Santiago adverted to Justice Secretary Leila de Lima’s continued lack of confirmation by the Commission on Appointments (CA) and how it could affect the Department of Justice’s investigation of the scam.
The CA is composed of senators and congressmen tasked to screen the President’s appointees.
“The justice secretary has not yet been confirmed by the Commission on Appointments. If she names a senator as one of the persons of interest, meaning to say suspects, that senator by himself would be in a position, if he is a member of the CA, to cast a veto on her nomination,” Santiago said in her speech.
She said if the senator was not a member of the CA, “it will not be impossible for him to connive with his party mate, who is a member, to cast the veto.”
“But if the justice secretary has the full backing of President Aquino, she will go ahead and discharge her duty because she could still continue as a Cabinet member, even if her nomination has been bypassed,” Santiago said.
Santiago said her proposal for Mr. Aquino to form a prosecution panel composed of retired Supreme Court justices “with impeccable honesty and competence in public service” had been met with silence.
“In any event, under the Senate rules, the Senate committee on ethics and privileges can meet by itself and analyze the NBI report,” Santiago said. “If this committee decides to recommend disciplinary action, the Senate may punish any senator for accepting kickbacks on pork barrel issues.”
She said the erring lawmaker would still have to face a trial in court.
‘Is there true justice?’
“It is easier for the Senate to expel a member than for a court to make a finding of guilt because in court, the standard of proof is proof beyond reasonable doubt while in the Senate there is no such standard,” Santiago said.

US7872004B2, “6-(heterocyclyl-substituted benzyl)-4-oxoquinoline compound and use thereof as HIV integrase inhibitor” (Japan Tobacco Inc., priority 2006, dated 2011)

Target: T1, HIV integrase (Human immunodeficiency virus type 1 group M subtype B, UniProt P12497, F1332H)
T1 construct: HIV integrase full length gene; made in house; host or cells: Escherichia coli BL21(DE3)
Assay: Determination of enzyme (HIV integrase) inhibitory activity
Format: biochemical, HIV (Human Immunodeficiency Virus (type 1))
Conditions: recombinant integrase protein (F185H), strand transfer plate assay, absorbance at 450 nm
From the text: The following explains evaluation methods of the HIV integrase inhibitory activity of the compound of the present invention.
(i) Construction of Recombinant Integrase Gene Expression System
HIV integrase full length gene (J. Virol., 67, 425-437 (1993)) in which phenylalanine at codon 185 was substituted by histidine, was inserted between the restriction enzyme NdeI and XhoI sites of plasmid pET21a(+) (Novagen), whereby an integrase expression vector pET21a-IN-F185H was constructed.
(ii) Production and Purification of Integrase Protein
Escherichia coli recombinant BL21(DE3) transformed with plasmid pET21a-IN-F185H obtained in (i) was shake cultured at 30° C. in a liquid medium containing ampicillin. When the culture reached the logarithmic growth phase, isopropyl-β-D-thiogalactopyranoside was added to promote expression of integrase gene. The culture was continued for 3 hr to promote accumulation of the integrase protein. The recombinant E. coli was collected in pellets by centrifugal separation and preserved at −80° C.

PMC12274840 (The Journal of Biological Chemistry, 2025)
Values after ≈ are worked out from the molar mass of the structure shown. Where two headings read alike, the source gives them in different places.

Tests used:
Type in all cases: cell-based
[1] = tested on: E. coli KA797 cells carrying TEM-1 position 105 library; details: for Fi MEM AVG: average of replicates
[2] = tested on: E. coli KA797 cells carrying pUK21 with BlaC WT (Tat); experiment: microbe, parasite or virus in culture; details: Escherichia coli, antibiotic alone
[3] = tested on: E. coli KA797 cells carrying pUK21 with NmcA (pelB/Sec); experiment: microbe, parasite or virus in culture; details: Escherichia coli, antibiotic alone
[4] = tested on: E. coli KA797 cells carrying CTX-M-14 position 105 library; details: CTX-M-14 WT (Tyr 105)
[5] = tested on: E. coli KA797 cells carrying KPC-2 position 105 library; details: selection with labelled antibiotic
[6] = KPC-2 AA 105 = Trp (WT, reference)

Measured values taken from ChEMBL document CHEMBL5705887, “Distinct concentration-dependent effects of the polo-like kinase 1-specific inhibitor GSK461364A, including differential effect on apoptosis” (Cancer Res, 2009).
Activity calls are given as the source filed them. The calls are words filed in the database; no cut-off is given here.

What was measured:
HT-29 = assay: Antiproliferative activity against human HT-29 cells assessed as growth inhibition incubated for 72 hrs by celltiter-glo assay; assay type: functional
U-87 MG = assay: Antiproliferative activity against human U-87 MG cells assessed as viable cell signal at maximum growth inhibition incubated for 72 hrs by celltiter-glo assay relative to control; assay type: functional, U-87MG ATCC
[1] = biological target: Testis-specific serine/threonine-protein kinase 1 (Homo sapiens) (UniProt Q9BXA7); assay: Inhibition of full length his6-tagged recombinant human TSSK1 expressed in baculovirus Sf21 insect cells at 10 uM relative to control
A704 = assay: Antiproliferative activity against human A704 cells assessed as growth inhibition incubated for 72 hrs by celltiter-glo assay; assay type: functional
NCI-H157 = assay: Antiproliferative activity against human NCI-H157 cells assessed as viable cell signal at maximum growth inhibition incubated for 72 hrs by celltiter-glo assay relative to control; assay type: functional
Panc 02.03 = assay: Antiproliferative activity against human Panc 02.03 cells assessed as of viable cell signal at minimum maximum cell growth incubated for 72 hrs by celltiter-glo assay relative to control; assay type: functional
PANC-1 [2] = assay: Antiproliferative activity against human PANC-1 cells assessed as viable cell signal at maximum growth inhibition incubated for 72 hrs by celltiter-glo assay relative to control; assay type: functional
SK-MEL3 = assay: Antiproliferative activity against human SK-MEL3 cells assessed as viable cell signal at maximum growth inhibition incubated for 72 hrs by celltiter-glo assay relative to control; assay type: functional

Santiago told reporters those that would be brought before the courts were expected to appeal all the way up to the Supreme Court.
“Is there true justice in this country when the lady justice is blind to whether the accused is a senator or not? Is it true that justice delayed is justice denied?” Santiago said.
“It’s not only a case of the administration or of the opposition on trial or the pork barrel on trial. It’s actually justice being tried before the Filipino people. We’ll see what kind of justice this administration is capable of.”
Get Inquirer updates while on the go, add us on these chat apps:
Disclaimer: The comments uploaded on this site do not necessarily represent or reflect the views of management and owner of INQUIRER.net. We reserve the right to exclude comments that we deem to be inconsistent with our editorial standards.
To subscribe to the Philippine Daily Inquirer newspaper in the Philippines, call +63 2 896-6000 for Metro Manila and Metro Cebu or email your subscription request here.
Factual errors? Contact the Philippine Daily Inquirer's day desk. Believe this article violates journalistic ethics? Contact the Inquirer's Reader's Advocate. Or write The Readers' Advocate:
c/o Philippine Daily Inquirer Chino Roces Avenue corner Yague and Mascardo Streets, Makati City,Metro Manila, Philippines Or fax nos. +63 2 8974793 to 94